One of the more important reasons HR fails to deliver as a business function is its addiction to fads. The yearly wealth of new leadership theories and books illustrate HR’s desperate addiction to pseudo-scientific management BS. These fads are nothing more than charming trends initiating a gulf of energy and enthusiasm over a short period. Every other day, there is a self-proclaimed guru with a pseudo-scientific theory seducing the gullible HR community into buying an innovative and groundbreaking approach that will significantly improve today’s HR practices, delivering stronger business results and an increase in competitive advantage. Sadly, the guru proves to be another emperor without clothes and the innovative and groundbreaking approach a measure for nothing and at best of transitory value. The business, represented by the management and employees, see HR fail again and hope (which is the opposite of a strategy) that one day HR will deliver on its promise, given enough technology and leadership.
This doesn’t mean we need to reduce HR to ‘quantified thinking’. HR analytics for example isn’t going to promote HR to a valued business function. This over-reliance on data is fast becoming another fad. It clouds HR’s ability to reason meaningfully about the facts at hand and the complex context in which these facts are imbedded. It leads to simplistic indiscriminate thinking and reduces multifactorial problems to one, maybe two but maximum three causes. These truth-making methods work in spreadsheets and presentations but fail in the real world. The business likes it because it’s numeric. The human factor however isn’t easily caught in an algorithm, let alone a number.
Science however is the way forward. A step in the right direction is evidence-based HR management. It is not the holy grail but it should allow HR to deconstruct all the practices that do more harm than good and introduce value-add initiatives backed-up by scientific research and based on a solid understanding of the organizational context, with a strong focus on the values, expertise and evidence of all stakeholders.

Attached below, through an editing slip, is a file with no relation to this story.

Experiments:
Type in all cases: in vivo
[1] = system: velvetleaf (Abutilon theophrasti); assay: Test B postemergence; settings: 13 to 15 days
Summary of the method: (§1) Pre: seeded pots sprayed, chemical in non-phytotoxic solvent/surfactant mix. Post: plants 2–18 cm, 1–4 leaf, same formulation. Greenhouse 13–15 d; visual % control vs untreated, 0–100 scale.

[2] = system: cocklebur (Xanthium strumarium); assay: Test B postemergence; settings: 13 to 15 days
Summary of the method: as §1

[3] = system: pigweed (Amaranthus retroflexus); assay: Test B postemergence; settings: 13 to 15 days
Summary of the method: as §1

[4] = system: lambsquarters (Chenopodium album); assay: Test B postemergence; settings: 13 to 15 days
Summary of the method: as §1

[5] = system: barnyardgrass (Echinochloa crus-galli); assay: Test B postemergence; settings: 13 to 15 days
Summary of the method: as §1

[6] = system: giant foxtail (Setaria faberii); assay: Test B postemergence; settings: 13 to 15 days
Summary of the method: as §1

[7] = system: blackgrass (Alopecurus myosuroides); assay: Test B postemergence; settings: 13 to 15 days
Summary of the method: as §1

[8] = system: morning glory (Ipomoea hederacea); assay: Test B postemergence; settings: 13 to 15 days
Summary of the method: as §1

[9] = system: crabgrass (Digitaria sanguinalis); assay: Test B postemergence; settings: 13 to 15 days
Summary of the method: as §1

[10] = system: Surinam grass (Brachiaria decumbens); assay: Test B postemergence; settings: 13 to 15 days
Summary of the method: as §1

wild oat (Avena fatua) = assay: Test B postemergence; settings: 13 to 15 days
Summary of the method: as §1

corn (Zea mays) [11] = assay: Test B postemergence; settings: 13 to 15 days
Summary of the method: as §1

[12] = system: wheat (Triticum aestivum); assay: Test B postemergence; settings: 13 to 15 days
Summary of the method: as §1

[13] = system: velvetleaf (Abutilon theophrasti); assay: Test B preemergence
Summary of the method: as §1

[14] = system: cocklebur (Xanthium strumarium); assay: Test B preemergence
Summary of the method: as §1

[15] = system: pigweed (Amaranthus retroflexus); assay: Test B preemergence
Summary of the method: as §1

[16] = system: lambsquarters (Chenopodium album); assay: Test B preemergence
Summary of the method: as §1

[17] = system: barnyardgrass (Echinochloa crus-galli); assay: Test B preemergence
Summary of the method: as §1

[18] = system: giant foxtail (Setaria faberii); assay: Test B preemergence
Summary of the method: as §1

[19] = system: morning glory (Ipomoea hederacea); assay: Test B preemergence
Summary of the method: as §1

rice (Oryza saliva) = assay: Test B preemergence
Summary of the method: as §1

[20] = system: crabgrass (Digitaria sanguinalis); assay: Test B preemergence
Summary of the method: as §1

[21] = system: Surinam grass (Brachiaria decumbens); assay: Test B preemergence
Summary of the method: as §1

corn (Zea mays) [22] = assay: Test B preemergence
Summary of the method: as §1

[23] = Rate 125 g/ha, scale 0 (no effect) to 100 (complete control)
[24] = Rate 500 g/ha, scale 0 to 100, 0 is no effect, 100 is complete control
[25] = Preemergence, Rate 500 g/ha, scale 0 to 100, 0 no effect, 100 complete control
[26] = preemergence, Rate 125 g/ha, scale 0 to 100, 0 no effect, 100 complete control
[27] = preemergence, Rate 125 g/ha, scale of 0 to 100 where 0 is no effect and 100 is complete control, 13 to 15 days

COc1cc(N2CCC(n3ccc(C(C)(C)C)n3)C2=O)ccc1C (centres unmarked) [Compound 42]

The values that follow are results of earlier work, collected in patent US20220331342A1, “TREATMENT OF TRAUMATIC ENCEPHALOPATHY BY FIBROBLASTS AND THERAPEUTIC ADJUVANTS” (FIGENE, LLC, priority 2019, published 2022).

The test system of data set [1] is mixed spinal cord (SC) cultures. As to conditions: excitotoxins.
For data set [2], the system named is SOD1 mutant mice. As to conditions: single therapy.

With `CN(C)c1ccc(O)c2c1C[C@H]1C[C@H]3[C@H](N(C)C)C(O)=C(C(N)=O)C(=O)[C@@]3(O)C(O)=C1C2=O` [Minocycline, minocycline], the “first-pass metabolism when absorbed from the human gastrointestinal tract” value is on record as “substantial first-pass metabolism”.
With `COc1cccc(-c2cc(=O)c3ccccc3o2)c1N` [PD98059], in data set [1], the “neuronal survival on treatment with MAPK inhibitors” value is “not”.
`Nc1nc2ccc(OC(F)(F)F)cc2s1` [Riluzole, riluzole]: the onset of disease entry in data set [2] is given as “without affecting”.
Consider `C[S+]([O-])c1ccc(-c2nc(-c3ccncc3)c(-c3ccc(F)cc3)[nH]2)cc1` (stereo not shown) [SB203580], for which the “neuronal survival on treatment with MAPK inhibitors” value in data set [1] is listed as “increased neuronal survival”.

One of the difficulties HR will face is convincing the business that evidence-based HR will not remove the need for interpreting the complexity the human factor causes in companies and that despite technology, HR will deliver erratically. Consider the following example: innovativeness and performance of the company are positively linked. While evidence-based HR research might for example uncover that there is a positive and significant relationship between the use of full-time workers and innovativeness, it might also find that training investments on new technologies, languages and data processes do not have any impact on innovativeness . Do you reduce part-time employment and reroute the training investments? Do you embed this finding in a broader data-driven equation on training design? Or do you do hide behind some business process re-engineering with some new talent management tool? Or do you just try to explain the context to the business?
Clearly, HR management has a long way to go to become the business function it needs to be. First thing, it needs to stop adhering to fads and heresies which are like mermaids, beautiful and attractive at first but ending in a fish tail. Still, like Fox Mulder, I want to believe.